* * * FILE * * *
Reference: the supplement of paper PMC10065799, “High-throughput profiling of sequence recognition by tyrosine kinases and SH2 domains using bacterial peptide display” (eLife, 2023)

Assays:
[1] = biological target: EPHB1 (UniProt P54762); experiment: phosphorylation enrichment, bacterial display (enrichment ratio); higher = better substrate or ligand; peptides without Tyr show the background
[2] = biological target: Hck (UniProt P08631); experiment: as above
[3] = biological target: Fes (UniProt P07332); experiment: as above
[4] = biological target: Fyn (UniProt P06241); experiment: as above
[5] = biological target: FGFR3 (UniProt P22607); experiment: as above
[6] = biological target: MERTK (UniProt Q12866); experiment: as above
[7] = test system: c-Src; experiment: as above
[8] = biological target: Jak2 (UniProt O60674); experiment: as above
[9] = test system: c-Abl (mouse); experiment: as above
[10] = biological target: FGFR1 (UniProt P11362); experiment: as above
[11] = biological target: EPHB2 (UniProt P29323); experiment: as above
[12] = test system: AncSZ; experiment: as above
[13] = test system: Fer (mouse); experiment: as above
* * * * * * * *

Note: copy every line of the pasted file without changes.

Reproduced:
Reference: the supplement of paper PMC10065799, “High-throughput profiling of sequence recognition by tyrosine kinases and SH2 domains using bacterial peptide display” (eLife, 2023)

Assays:
[1] = biological target: EPHB1 (UniProt P54762); experiment: phosphorylation enrichment, bacterial display (enrichment ratio); higher = better substrate or ligand; peptides without Tyr show the background
[2] = biological target: Hck (UniProt P08631); experiment: as above
[3] = biological target: Fes (UniProt P07332); experiment: as above
[4] = biological target: Fyn (UniProt P06241); experiment: as above
[5] = biological target: FGFR3 (UniProt P22607); experiment: as above
[6] = biological target: MERTK (UniProt Q12866); experiment: as above
[7] = test system: c-Src; experiment: as above
[8] = biological target: Jak2 (UniProt O60674); experiment: as above
[9] = test system: c-Abl (mouse); experiment: as above
[10] = biological target: FGFR1 (UniProt P11362); experiment: as above
[11] = biological target: EPHB2 (UniProt P29323); experiment: as above
[12] = test system: AncSZ; experiment: as above
[13] = test system: Fer (mouse); experiment: as above